This was a vase I made back in 2013 when I went on a bit of a concrete DIY binge. Ha! Have you ever worked with concrete? It’s so much fun. Messy and fun. This is my Concrete Honey Bear Vase DIY and I’ve added just a couple of changes that you can find below (suggestions from a couple of awesome readers)… Any of my changes are in BOLD and Italic font! Enjoy.
- Roughly 3 cups of Quikrete Concrete
- 1 Honey Bear bottle
- One 3/4 inch wide and change: cut to a height that’s taller than the top of the bear’s head
- Change: use a PVC pipe cap instead of tape
- Shovel/stick to mix the concrete.
- Large container to mix concrete (we used two 5 gallon buckets)
- Pliers, wire cutters, and blade to peel off plastic
- Olive oil
Prep your honey bear bottle. Clean it. Cut the top off the bottle. I did this so I could fit the PVC pipe into the bear.
Cut the PVC pipe to size (you can get this done at the hardware store if you don’t have a pipe cutter.
Change: Originally I sealed the PVC pipe with tape, but it makes sense to seal the pipe with a PVC cap. They are inexpensive. Another change: add a very small amount of olive oil to the bottle. This will help lubricate the inside of the bottle so it’s easier to remove the plastic later.
It’s time to pour your concrete! Safety note: wear gloves/eye protection/dust filter mask for this process. Change: For some reason I did not realize that you could buy a small bag of concrete… you totally can. Check this out. Anyway: Mix your concrete together with water. I’m not positive how much water I used, but slowly add water until the mixture is slushy. Add more concrete if it gets too watery. If you’ve never mixed concrete before I recommend watching this video by Quikrete.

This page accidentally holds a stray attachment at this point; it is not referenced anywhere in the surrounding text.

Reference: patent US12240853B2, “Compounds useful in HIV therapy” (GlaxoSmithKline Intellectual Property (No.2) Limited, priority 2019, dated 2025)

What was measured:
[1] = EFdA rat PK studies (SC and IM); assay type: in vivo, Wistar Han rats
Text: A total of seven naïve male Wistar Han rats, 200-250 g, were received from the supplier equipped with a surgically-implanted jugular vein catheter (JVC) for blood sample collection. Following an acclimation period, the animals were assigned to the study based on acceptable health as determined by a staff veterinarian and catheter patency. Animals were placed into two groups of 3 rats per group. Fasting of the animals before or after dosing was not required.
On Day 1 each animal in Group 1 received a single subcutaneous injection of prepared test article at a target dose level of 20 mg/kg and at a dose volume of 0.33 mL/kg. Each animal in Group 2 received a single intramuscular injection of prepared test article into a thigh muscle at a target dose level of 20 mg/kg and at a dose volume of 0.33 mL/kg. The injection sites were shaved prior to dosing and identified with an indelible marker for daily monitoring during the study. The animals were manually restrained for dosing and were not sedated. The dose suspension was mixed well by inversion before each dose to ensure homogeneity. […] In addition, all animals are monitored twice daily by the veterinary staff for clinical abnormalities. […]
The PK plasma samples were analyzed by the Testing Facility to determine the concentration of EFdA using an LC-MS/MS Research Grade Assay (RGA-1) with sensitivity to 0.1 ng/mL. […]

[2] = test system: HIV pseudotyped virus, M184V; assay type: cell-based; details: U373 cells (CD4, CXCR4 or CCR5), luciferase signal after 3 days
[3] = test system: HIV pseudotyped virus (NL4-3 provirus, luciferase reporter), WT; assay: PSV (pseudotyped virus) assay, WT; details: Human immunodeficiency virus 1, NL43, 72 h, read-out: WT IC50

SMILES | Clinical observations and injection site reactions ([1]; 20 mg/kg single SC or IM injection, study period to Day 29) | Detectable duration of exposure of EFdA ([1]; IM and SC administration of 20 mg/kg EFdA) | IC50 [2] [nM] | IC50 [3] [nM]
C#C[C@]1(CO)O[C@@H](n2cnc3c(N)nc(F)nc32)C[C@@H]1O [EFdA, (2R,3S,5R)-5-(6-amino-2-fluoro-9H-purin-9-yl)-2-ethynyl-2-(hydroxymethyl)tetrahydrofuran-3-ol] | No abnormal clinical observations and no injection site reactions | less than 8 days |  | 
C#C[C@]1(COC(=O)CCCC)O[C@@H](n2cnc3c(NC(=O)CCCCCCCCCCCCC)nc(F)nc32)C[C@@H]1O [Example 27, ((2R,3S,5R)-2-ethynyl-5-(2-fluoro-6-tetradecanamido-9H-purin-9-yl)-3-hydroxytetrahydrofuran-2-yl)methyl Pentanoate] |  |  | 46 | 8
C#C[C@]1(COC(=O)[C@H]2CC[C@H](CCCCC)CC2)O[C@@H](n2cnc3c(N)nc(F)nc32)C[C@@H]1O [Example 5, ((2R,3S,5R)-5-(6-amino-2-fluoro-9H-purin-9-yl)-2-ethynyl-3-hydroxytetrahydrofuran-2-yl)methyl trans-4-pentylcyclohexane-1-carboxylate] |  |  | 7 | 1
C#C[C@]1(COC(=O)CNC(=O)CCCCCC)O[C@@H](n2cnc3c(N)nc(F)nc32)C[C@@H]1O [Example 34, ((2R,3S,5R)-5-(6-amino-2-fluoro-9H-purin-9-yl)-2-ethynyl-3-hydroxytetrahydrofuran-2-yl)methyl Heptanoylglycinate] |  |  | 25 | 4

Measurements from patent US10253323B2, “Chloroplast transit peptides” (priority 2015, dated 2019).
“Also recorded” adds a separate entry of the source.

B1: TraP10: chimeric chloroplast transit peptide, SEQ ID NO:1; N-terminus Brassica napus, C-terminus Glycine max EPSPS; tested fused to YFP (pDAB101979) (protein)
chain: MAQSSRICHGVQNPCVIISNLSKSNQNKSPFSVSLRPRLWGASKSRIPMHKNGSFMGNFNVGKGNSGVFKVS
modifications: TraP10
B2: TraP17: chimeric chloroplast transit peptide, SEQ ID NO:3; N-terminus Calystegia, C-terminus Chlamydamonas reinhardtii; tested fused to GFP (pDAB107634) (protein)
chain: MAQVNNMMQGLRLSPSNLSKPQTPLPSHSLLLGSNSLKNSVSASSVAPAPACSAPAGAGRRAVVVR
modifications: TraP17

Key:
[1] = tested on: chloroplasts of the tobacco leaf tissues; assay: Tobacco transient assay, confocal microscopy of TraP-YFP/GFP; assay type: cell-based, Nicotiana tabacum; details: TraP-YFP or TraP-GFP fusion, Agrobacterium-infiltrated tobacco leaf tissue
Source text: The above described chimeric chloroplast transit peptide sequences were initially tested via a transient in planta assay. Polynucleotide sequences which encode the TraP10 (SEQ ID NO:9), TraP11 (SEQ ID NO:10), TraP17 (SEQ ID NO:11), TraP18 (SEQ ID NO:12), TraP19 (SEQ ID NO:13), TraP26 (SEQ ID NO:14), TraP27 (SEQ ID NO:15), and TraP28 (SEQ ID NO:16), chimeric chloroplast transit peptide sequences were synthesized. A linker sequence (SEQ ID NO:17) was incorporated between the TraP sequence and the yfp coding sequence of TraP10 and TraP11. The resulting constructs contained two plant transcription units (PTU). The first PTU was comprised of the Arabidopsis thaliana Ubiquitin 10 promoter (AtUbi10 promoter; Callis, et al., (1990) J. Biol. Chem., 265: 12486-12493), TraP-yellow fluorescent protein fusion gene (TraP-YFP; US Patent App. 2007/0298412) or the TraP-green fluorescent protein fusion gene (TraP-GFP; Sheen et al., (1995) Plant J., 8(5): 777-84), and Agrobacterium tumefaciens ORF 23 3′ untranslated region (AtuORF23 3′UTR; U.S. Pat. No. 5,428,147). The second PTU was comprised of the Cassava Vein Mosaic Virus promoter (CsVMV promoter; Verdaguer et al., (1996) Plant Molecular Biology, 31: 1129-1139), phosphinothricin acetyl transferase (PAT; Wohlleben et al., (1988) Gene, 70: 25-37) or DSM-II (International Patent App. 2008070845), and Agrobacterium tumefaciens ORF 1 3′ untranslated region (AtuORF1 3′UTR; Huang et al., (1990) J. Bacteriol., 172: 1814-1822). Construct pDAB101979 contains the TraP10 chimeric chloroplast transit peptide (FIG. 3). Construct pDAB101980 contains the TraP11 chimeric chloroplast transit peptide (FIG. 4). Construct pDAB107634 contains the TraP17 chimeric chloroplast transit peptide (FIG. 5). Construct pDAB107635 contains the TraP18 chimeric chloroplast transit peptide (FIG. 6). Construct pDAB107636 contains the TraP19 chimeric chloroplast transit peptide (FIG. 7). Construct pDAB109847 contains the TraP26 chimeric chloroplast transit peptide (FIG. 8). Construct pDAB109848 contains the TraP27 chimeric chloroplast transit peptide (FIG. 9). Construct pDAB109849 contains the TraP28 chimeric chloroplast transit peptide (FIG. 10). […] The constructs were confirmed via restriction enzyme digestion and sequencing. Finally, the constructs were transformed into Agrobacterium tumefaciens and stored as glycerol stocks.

Pour the prepped concrete into the bear.
Push the PVC pipe (with the capped portion of the pipe face down) into the concrete bear. You’ll have a bit of concrete pour out. Tap the base of the bear on the ground to get air bubble out. If the pipe starts to float to the top, tape it down. Clean up the top of the bear (it’s a bit messy).
30 to 45 minutes after the pour, smooth out the top of the bear’s head.
Let Honey Bear dry for 2 + days. I took this bear out after 24 hours, and he still had a few lose pieces on the back. Needed more time. Still looks cute!
Onto the pain in the buns portion of this DIY: Take the plastic off your concrete honey bear.
Change: this part of the DIY should be easier if you had oiled the bear bottle.
I admit this killed me. Lots of swearing, etc. BUT, I did it. Using pliers, a wire cutter, and a blade. Tips: Use the blade to cut some lines on the back. Use the wire cutters to snip little pieces to get a portion of the plastic to start peeling. Use the pliers to twist off (I’m talking actually twisting the pliers) to pull off the plastic. I worked on creating one big line on the back. I was able to pull it off… after a bit of work.
You’re done! It’s now a cute kitschy pencil holder…. or bud vase? I think I’ll be putting a little succulent in it and putting him outside. Yes, that’s cute.
ALSO, new blog post on Better Homes and Gardens. Can you guess what it’s about? Yeah. Concrete. You gotta check out my Outdoor Concrete Stool/Table.
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